Why a higher ride height becomes a problem for Toyota in Rally Turkey?

The Toyota Gazoo Racing started yesterday the Rally Turkey pre-event tests in the area of Loutraki. One of the main goals of these tests will be, as the Chief Engineer Tom Fowler explained to DirtFish.com, to recover competitiveness in a terrain where the Japanese cars have not been traditionally comfortable. Once the cooling issues that affected the team in the first years of the Yaris WRC have been solved, Fowler explains that current issues are related to the ride height: “We never seem to be able to keep the same level of performance when we were going to a higher ride height“. Why is that? For sure there are many factors involved, but… how aero is affected? And why this has a special impact on the Toyotas, compared to the other teams? We try to answer these questions in the next lines.

K.Meeke/S.Marshall, Toyota Yaris WRC, Rally Turkey 2019, 7th – picture by Michelin

The stages of Rally Turkey are known to be some of the roughest stages of the season, at the level of ancient events such as Acropolis or Cyprus. In order to protect the car from impacts with stones and make it more reliable, the engineers need to increase the ride height of the cars, sometimes to the maximum values allowed by the suspension. Also, suspension needs to work at the maximum travel distance to absorb all the irregularities of the terrain. The picture below shows the differences in ride height and suspension travel between the car used in Turkey 2018 and the car used in this year in Monte Carlo.

Toyota Yaris WRC at Rally Turkey 2018 (above) and at Rally Monte Carlo 2020 (below) – pictures by Fatih Esenlik – ewrc-results.com (above) and Toyota Gazoo Racing (below)

The first consequence of allowing so much air to enter under the car is that the airflow speed is significantly reduced, and we know, by Bernoulli, that this means a pressure increase, and even lift (negative downforce) might be generated.  Also, when the flow speed is reduced, the rear diffuser loses efficiency, as the exit speed is reduced, and the capacity of removing air from the rear of the car decreases, leading to an increase of pressure at the rear of the car. If the pressure under the rear wing increases, the rear wing becomes also less effective, as the pressure difference between above and below the wing is also reduced. The consequence of it all is that the car’s capacity to generate downforce is significantly reduced, both under the car and at the car’s rear.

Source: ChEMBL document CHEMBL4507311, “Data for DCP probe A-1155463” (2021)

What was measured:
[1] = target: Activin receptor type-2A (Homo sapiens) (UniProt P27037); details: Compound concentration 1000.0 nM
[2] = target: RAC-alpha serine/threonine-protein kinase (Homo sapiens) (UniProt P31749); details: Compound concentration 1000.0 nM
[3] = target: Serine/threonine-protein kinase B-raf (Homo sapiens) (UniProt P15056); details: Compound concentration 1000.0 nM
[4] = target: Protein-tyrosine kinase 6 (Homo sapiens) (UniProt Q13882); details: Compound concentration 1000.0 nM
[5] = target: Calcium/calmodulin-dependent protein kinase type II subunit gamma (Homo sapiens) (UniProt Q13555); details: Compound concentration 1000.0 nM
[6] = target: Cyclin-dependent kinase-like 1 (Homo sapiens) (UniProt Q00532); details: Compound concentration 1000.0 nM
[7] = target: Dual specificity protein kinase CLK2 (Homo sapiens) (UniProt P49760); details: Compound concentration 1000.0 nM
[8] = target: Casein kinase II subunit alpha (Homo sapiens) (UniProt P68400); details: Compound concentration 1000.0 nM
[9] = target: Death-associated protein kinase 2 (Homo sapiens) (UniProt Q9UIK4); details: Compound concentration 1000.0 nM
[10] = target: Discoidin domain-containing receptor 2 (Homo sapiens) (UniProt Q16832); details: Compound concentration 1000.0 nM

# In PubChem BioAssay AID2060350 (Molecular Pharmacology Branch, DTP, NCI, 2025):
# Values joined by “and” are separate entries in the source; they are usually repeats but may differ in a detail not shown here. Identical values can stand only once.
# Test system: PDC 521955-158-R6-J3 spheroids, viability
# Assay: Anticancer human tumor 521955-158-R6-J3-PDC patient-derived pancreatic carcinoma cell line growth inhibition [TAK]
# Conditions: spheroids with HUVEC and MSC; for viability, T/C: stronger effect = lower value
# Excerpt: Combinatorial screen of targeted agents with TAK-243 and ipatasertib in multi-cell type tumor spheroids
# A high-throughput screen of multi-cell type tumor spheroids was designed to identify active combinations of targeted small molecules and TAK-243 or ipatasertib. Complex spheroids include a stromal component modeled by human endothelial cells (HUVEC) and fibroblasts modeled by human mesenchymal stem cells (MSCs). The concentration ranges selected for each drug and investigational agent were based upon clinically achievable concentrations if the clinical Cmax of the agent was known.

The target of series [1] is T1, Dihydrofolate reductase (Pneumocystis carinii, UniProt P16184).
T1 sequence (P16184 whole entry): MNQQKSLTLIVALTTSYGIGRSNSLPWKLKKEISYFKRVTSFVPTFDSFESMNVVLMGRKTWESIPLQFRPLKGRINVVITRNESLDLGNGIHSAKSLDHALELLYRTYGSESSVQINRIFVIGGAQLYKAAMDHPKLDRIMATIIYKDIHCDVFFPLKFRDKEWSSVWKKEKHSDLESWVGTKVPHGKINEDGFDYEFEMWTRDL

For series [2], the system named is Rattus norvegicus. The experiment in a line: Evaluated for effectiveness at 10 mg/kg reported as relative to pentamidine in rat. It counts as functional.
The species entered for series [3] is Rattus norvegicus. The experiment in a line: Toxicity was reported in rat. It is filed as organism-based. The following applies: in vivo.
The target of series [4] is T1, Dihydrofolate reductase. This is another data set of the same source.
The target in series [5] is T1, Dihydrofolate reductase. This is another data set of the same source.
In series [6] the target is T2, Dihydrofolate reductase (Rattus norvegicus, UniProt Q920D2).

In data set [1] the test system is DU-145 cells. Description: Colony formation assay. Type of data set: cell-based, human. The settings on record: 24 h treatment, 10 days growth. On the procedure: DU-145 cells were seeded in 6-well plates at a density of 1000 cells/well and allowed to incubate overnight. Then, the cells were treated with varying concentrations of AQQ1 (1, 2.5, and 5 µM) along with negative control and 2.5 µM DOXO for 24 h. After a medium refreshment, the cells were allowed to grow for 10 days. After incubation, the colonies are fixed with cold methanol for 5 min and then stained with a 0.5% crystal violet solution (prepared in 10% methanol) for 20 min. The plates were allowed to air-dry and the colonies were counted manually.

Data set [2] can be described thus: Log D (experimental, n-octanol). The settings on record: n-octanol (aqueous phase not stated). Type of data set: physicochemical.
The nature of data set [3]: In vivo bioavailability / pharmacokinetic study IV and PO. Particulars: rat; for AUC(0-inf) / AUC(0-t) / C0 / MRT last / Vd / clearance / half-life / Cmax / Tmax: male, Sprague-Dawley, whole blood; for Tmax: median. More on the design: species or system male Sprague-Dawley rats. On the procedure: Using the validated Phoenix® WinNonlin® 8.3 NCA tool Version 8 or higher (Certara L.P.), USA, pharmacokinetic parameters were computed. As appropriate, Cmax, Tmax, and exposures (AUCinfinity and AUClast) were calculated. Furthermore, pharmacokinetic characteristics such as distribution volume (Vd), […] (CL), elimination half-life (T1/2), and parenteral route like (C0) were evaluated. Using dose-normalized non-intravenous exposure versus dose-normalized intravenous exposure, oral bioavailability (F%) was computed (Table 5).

Note the space between the wheels and the fenders in the picture below, showing the increase of suspension travel. Increasing the car ride height has also other consequences. On one side, the car is taller, leading to an increase in the front area. The result is an increase of resistance to air (drag), meaning that top speeds are reduced with respect to other events. On the other side, the higher ride means that the center of gravity of the car is raised, making the car more unstable.

O.Tänak/M.Järveoja, Toyota Yaris WRC, Rally Turkey 2018, 1st – picture by Fatih Esenlik – ewrc-results.com

Secondly, due to the rough terrain, the suspension is softened, allowing the car to constantly change the ride height (pitching). The results is that the amount of air flowing under the car changes constantly, and by extension, the pressure under the car. The consequence is an important reduction in the efficiency of the undercar aero elements, such as the wheel diffusers or the rear diffusers, making the car more unstable and difficult to drive.

These side effects have an impact on all cars. Why then Toyota seems to be more impacted by them? In our opinion, the reason is the optimized balance of the car. Since the modification of the front aero package introduced in the Rallye Monte Carlo 2018, the Yaris WRC has been considered the most aero efficient car of the 2017 generation. But being the most aero effective also means that it is the most sensitive to disturbances (more prone to lose the balance). And, as we have seen, the stages of Rally Turkey are full of disturbances, for what it is not surprising that the Yaris WRC was the most impacted….until the 2019 edition.

For the 2020 Rally Turkey, and having seen the recent development of the full aero package of the Hyundai i20 Coupé WRC, it is probable that their current balance is also impacted by these disturbances to a similar extent than the Toyotas. In this case, the most benefited from these conditions would be the Fiesta WRC, with maybe a less developed aero package but that it has proven to be very robust. We will see…in Turkey.

This post includes the opinions of the author, which are certainly not always right. If you detect any error or you disagree, do not hesitate to contact us, by sending an email to wrcwings@gmail.com. We love to learn!




About Post Author

2 thoughts on “Why a higher ride height becomes a problem for Toyota in Rally Turkey?

  • 2021-06-07 at 23:05

    All that talking but you never mentioned what ride height exactly they are referring to, everybody knows that ground effects decrease the higher you go.
    For this information to have any value, I need to know how much space of travel they are even talking about.

    • 2021-06-09 at 14:07

      No info has been released by the teams on this. All I can tell you is that the Toyota Yaris WRC suspension travel is 300 mm or even higher


Leave a Reply

Your email address will not be published. Required fields are marked *